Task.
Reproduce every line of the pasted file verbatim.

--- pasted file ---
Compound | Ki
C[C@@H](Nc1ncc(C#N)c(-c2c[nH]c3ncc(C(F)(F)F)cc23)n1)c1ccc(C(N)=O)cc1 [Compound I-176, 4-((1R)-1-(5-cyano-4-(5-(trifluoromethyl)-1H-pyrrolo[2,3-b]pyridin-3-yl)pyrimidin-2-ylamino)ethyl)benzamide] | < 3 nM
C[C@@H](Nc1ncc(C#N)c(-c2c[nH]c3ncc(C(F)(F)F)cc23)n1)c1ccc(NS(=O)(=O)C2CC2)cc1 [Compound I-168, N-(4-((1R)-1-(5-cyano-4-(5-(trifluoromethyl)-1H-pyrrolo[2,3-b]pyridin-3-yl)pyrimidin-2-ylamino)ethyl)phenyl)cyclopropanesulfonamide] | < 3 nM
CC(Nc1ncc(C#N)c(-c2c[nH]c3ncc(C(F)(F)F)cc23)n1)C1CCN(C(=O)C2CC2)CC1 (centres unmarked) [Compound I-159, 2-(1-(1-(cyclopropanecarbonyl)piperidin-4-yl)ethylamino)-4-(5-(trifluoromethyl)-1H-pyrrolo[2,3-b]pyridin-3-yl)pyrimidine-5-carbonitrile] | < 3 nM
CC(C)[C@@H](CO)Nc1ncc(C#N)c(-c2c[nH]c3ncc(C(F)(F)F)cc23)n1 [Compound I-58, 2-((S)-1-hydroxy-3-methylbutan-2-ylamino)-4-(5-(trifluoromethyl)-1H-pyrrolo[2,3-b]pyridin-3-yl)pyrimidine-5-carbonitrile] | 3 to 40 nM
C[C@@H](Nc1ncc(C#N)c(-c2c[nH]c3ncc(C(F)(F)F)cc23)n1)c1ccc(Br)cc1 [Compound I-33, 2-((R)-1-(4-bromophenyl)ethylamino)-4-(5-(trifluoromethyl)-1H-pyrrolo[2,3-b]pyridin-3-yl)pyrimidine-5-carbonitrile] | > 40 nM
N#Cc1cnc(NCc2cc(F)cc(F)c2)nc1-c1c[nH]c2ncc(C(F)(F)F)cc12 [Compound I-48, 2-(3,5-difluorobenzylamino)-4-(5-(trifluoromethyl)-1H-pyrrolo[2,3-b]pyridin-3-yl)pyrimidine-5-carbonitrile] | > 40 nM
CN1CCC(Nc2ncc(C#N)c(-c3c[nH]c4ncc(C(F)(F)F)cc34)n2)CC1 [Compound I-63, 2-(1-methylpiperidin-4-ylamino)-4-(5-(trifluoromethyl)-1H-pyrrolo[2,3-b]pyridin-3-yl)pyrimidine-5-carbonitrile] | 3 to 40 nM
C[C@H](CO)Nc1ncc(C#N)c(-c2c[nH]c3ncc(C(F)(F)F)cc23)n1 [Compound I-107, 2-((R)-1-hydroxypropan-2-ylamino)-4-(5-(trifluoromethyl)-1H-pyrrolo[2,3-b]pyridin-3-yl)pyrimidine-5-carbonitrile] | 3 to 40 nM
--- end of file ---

Compound | Ki
C[C@@H](Nc1ncc(C#N)c(-c2c[nH]c3ncc(C(F)(F)F)cc23)n1)c1ccc(C(N)=O)cc1 [Compound I-176, 4-((1R)-1-(5-cyano-4-(5-(trifluoromethyl)-1H-pyrrolo[2,3-b]pyridin-3-yl)pyrimidin-2-ylamino)ethyl)benzamide] | < 3 nM
C[C@@H](Nc1ncc(C#N)c(-c2c[nH]c3ncc(C(F)(F)F)cc23)n1)c1ccc(NS(=O)(=O)C2CC2)cc1 [Compound I-168, N-(4-((1R)-1-(5-cyano-4-(5-(trifluoromethyl)-1H-pyrrolo[2,3-b]pyridin-3-yl)pyrimidin-2-ylamino)ethyl)phenyl)cyclopropanesulfonamide] | < 3 nM
CC(Nc1ncc(C#N)c(-c2c[nH]c3ncc(C(F)(F)F)cc23)n1)C1CCN(C(=O)C2CC2)CC1 (centres unmarked) [Compound I-159, 2-(1-(1-(cyclopropanecarbonyl)piperidin-4-yl)ethylamino)-4-(5-(trifluoromethyl)-1H-pyrrolo[2,3-b]pyridin-3-yl)pyrimidine-5-carbonitrile] | < 3 nM
CC(C)[C@@H](CO)Nc1ncc(C#N)c(-c2c[nH]c3ncc(C(F)(F)F)cc23)n1 [Compound I-58, 2-((S)-1-hydroxy-3-methylbutan-2-ylamino)-4-(5-(trifluoromethyl)-1H-pyrrolo[2,3-b]pyridin-3-yl)pyrimidine-5-carbonitrile] | 3 to 40 nM
C[C@@H](Nc1ncc(C#N)c(-c2c[nH]c3ncc(C(F)(F)F)cc23)n1)c1ccc(Br)cc1 [Compound I-33, 2-((R)-1-(4-bromophenyl)ethylamino)-4-(5-(trifluoromethyl)-1H-pyrrolo[2,3-b]pyridin-3-yl)pyrimidine-5-carbonitrile] | > 40 nM
N#Cc1cnc(NCc2cc(F)cc(F)c2)nc1-c1c[nH]c2ncc(C(F)(F)F)cc12 [Compound I-48, 2-(3,5-difluorobenzylamino)-4-(5-(trifluoromethyl)-1H-pyrrolo[2,3-b]pyridin-3-yl)pyrimidine-5-carbonitrile] | > 40 nM
CN1CCC(Nc2ncc(C#N)c(-c3c[nH]c4ncc(C(F)(F)F)cc34)n2)CC1 [Compound I-63, 2-(1-methylpiperidin-4-ylamino)-4-(5-(trifluoromethyl)-1H-pyrrolo[2,3-b]pyridin-3-yl)pyrimidine-5-carbonitrile] | 3 to 40 nM
C[C@H](CO)Nc1ncc(C#N)c(-c2c[nH]c3ncc(C(F)(F)F)cc23)n1 [Compound I-107, 2-((R)-1-hydroxypropan-2-ylamino)-4-(5-(trifluoromethyl)-1H-pyrrolo[2,3-b]pyridin-3-yl)pyrimidine-5-carbonitrile] | 3 to 40 nM